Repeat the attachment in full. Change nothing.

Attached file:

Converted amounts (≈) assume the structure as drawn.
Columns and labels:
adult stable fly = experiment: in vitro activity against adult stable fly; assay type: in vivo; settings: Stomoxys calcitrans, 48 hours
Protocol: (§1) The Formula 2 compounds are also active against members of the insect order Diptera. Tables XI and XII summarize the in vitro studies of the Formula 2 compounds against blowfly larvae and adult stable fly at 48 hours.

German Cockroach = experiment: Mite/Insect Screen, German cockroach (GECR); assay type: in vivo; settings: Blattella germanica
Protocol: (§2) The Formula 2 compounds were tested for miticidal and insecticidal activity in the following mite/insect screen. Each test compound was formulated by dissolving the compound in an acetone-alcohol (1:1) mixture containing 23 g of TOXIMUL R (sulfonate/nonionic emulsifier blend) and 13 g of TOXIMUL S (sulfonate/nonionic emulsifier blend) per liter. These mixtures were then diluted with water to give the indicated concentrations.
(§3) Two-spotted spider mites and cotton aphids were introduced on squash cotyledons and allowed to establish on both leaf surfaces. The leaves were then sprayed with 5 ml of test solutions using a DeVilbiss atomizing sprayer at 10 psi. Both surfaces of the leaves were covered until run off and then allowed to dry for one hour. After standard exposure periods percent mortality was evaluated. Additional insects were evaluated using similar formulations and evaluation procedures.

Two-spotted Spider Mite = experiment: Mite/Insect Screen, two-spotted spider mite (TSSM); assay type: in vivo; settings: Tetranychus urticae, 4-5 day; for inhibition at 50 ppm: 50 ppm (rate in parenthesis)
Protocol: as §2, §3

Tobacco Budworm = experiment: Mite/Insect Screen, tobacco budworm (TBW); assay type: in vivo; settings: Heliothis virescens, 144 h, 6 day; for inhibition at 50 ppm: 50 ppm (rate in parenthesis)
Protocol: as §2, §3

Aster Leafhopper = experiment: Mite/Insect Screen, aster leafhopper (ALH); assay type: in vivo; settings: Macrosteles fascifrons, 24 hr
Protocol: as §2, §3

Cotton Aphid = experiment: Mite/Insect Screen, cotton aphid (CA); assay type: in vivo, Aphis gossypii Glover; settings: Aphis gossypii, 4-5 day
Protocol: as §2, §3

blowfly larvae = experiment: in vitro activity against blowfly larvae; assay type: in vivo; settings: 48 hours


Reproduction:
Converted amounts (≈) assume the structure as drawn.
Columns and labels:
adult stable fly = experiment: in vitro activity against adult stable fly; assay type: in vivo; settings: Stomoxys calcitrans, 48 hours
Protocol: (§1) The Formula 2 compounds are also active against members of the insect order Diptera. Tables XI and XII summarize the in vitro studies of the Formula 2 compounds against blowfly larvae and adult stable fly at 48 hours.

German Cockroach = experiment: Mite/Insect Screen, German cockroach (GECR); assay type: in vivo; settings: Blattella germanica
Protocol: (§2) The Formula 2 compounds were tested for miticidal and insecticidal activity in the following mite/insect screen. Each test compound was formulated by dissolving the compound in an acetone-alcohol (1:1) mixture containing 23 g of TOXIMUL R (sulfonate/nonionic emulsifier blend) and 13 g of TOXIMUL S (sulfonate/nonionic emulsifier blend) per liter. These mixtures were then diluted with water to give the indicated concentrations.
(§3) Two-spotted spider mites and cotton aphids were introduced on squash cotyledons and allowed to establish on both leaf surfaces. The leaves were then sprayed with 5 ml of test solutions using a DeVilbiss atomizing sprayer at 10 psi. Both surfaces of the leaves were covered until run off and then allowed to dry for one hour. After standard exposure periods percent mortality was evaluated. Additional insects were evaluated using similar formulations and evaluation procedures.

Two-spotted Spider Mite = experiment: Mite/Insect Screen, two-spotted spider mite (TSSM); assay type: in vivo; settings: Tetranychus urticae, 4-5 day; for inhibition at 50 ppm: 50 ppm (rate in parenthesis)
Protocol: as §2, §3

Tobacco Budworm = experiment: Mite/Insect Screen, tobacco budworm (TBW); assay type: in vivo; settings: Heliothis virescens, 144 h, 6 day; for inhibition at 50 ppm: 50 ppm (rate in parenthesis)
Protocol: as §2, §3

Aster Leafhopper = experiment: Mite/Insect Screen, aster leafhopper (ALH); assay type: in vivo; settings: Macrosteles fascifrons, 24 hr
Protocol: as §2, §3

Cotton Aphid = experiment: Mite/Insect Screen, cotton aphid (CA); assay type: in vivo, Aphis gossypii Glover; settings: Aphis gossypii, 4-5 day
Protocol: as §2, §3

blowfly larvae = experiment: in vitro activity against blowfly larvae; assay type: in vivo; settings: 48 hours